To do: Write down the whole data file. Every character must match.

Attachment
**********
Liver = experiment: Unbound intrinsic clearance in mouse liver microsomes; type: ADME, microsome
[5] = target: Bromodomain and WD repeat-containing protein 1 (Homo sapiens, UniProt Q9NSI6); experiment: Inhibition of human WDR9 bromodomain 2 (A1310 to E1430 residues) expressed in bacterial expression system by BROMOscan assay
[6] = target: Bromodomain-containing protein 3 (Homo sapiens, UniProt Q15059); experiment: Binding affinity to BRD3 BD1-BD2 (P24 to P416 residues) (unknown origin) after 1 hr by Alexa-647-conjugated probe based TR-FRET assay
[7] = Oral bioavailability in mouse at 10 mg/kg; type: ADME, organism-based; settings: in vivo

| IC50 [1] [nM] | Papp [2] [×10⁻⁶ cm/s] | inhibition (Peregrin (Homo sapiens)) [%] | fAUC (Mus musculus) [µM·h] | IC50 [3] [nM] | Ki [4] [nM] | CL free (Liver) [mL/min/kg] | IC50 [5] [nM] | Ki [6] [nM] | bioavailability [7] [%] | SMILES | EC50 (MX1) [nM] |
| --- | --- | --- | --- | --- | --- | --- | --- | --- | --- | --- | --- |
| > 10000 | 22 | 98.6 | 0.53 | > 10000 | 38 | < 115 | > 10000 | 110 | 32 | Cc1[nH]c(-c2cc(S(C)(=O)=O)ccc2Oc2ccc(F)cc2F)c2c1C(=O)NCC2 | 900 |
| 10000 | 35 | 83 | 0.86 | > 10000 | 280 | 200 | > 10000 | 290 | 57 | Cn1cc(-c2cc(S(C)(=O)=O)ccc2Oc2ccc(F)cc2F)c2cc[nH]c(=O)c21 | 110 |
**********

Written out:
Liver = experiment: Unbound intrinsic clearance in mouse liver microsomes; type: ADME, microsome
[5] = target: Bromodomain and WD repeat-containing protein 1 (Homo sapiens, UniProt Q9NSI6); experiment: Inhibition of human WDR9 bromodomain 2 (A1310 to E1430 residues) expressed in bacterial expression system by BROMOscan assay
[6] = target: Bromodomain-containing protein 3 (Homo sapiens, UniProt Q15059); experiment: Binding affinity to BRD3 BD1-BD2 (P24 to P416 residues) (unknown origin) after 1 hr by Alexa-647-conjugated probe based TR-FRET assay
[7] = Oral bioavailability in mouse at 10 mg/kg; type: ADME, organism-based; settings: in vivo

| IC50 [1] [nM] | Papp [2] [×10⁻⁶ cm/s] | inhibition (Peregrin (Homo sapiens)) [%] | fAUC (Mus musculus) [µM·h] | IC50 [3] [nM] | Ki [4] [nM] | CL free (Liver) [mL/min/kg] | IC50 [5] [nM] | Ki [6] [nM] | bioavailability [7] [%] | SMILES | EC50 (MX1) [nM] |
| --- | --- | --- | --- | --- | --- | --- | --- | --- | --- | --- | --- |
| > 10000 | 22 | 98.6 | 0.53 | > 10000 | 38 | < 115 | > 10000 | 110 | 32 | Cc1[nH]c(-c2cc(S(C)(=O)=O)ccc2Oc2ccc(F)cc2F)c2c1C(=O)NCC2 | 900 |
| 10000 | 35 | 83 | 0.86 | > 10000 | 280 | 200 | > 10000 | 290 | 57 | Cn1cc(-c2cc(S(C)(=O)=O)ccc2Oc2ccc(F)cc2F)c2cc[nH]c(=O)c21 | 110 |